Practially speaking, while you build this:

To keep things swift on your Bubble app, especially if you have a lot of clicks coming in fast, you can use the :approximate count and :cached data built-in functions when fetching and showing your granular/real-time data. This would reduce your WU usage if you have a high volume of granular records updating constantly, but of course, wouldn’t be “real-time”. What’s close enough for your users?

To reduce compute for collection of your granular data, you can also set up custom state lists which keeps collection client-side, and only store to db when navigating away from the page or taking relevant actions actions (eg.: changing product categories, changing views), or by polling on a timer. Again, this wouldn’t be “real-time”, but is it close enough? Extra speed if you’re sending those to a backend workflow. I’m not sure how much detail you were looking for here, but I hope this helped some.

I would also welcome some insight on methods people are using to store their hotjar-like user behavior data with vanilla Bubble. How it compares to any third-party services being used.

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Assuming no external integrations, you can:

  1. Have a counter on a data type called ‘clicks’ and increase it by one when clicked
  2. Create a new Thing (Click) when something is clicked. To display the number of clicks, Do a search for Things.

I’d probably go down the second route as you can store more information like who clicked it, when they clicked etc.

That said, Google Analytics / Hotjar for example are tools explicitly designed for this, so whilst it may take longer to set up, using them will likely be way more WU efficient.

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Hi Guys (George & Duke),
Thanks very much for this insight. I really appreciate it. I will give it a go.
I understand for the most part and also some points to consider.
I like the cache idea though I have never played with this. Curious to see how this may work on some other sections of my app.
I think I will go with the create a thing record for each time its clicked but will create a set of data-types for the various link groups I am tracking so as to break this up into possibly 5-10 data-types for now. So e.g. I can show clicks for image, click for enlarge. I am just trying to implement (dare I say, a some what rudimentary) method of showing app usage to my app subscribers.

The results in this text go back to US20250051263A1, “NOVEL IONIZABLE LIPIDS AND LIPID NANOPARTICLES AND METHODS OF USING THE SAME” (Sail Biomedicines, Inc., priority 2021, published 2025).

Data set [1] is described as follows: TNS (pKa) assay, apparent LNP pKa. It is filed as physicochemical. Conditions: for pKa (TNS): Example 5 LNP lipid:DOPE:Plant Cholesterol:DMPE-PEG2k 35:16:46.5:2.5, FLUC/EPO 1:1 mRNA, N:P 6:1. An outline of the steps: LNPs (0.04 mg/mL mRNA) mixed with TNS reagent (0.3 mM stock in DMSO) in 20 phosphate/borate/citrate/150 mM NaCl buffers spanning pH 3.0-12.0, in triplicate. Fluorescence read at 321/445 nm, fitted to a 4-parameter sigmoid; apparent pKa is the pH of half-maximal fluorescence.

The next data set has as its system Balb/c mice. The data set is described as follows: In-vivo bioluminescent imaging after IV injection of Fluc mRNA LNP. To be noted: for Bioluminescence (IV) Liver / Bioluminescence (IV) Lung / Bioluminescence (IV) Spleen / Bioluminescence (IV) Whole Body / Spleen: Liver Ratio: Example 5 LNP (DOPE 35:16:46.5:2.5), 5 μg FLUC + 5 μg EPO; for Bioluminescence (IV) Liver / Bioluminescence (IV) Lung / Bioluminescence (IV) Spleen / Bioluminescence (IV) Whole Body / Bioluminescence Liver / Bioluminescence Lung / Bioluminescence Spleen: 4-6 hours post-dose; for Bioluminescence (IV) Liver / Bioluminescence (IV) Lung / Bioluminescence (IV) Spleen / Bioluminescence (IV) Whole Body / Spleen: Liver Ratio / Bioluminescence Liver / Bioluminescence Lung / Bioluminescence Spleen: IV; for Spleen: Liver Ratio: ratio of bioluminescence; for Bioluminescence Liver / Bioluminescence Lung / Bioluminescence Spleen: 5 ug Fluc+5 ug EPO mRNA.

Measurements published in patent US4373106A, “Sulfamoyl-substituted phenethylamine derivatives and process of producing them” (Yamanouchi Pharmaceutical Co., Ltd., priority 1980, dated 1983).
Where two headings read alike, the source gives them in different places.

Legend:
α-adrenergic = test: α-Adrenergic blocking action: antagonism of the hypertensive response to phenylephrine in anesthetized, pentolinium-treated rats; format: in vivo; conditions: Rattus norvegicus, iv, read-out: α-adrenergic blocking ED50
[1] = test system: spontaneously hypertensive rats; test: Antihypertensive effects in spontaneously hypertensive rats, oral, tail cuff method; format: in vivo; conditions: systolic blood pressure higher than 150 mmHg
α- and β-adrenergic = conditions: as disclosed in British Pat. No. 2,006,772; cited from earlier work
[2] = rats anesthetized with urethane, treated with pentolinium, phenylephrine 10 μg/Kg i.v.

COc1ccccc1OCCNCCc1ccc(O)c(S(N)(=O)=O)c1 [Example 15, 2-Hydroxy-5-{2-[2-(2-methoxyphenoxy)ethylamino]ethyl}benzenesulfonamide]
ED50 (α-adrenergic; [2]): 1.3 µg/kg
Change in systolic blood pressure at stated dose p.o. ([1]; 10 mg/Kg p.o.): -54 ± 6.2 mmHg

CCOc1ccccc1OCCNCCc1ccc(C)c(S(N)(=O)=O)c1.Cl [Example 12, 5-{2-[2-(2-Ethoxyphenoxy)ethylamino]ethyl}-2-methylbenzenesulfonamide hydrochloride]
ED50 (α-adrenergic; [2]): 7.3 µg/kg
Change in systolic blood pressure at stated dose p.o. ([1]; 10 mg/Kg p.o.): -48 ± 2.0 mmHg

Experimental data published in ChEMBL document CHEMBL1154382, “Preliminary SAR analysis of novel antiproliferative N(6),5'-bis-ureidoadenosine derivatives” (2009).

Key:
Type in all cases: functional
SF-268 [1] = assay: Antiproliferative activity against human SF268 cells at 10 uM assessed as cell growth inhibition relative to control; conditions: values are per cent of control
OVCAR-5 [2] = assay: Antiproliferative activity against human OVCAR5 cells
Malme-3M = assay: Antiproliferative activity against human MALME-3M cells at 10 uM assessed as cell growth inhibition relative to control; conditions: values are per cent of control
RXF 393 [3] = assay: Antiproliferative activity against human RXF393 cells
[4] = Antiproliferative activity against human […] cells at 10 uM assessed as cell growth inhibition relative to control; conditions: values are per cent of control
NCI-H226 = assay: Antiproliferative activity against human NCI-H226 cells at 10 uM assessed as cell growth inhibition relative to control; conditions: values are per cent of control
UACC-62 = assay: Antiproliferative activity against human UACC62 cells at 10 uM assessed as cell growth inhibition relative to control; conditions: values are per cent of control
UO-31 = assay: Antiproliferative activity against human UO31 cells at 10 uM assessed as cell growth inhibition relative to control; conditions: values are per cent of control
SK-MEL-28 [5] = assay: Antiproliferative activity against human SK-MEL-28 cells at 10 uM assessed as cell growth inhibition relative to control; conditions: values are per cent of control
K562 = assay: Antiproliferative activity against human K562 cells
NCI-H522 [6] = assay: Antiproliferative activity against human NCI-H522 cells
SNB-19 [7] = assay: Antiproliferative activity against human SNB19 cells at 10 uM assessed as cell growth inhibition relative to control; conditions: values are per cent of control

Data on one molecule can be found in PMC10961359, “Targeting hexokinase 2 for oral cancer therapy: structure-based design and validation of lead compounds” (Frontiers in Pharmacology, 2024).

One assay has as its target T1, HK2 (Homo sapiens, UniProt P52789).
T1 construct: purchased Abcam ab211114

So, rather than create one data type and call is ‘Statistics’ and have a record create each time its clicked with, lets say a Option Set selection - for the type of click interaction it was, instead I am going to break it up and create a record for each type of click with a new data type for that click.

Last question, do you think I should still connect it back to the parent/a parent ‘Statistics’ data type?

Here is an example of my data base. The numbering is for ordering purposes and identification so please excuse that.

Hi! I think you had the right idea at first, I don’t want to have mislead you with my answer. Thanks for providing screens it will help me be specific. Given this, I suggest making max 2 Thing types, with the following fields:

  1. Thing called “Data”
    type field (text)
    uniqueID field (text)
    company field (text)
    User field (automatically added by bubble)
    Date field (auto added too)
  2. DataAgg
    timeAgg field (text)
    date field (date)
    view field (text)
    value field (number)

Data setup

Let’s say someone enlarges an image. Then you create a “Data” record with the type “enlarged” or whatever you want to name it. Text is fine and faster than option sets. If you don’t need to use compute/memory, don’t use it. Invent another word for written review, review item image, etc. and just change that field, not the “thing”.

Store the Image’s uniqueID, because you can sort/filter by text when you’re pulling or when you’re aggregating your data. Again, less compute/memory than storing the “image” bubble object. Text will also allow you to store different object types, for instance the uniqueID of a “review” and the uniqueID of an “image”, without having a bunch of empty fields for each record. When you’re loading a view like “image clicks”, you’ll instruct your program to find the records with the uniqueID related to the image anyway, and only from the records named “enlarged” anyway, so one field for all objects is fine. This is unless you’re composing views - for example all enlarged images by company A. In that case you’ll need to store company AND images. Again, it’s important to plan your views before your arch.

Caveat is if you’re using a field for Privacy Rules, then store the bubble object, because it’s easier to compose expressions in the privacy tab that way. But I’m quite certain storing an object is bigger in memory and requires more compute than storing a string.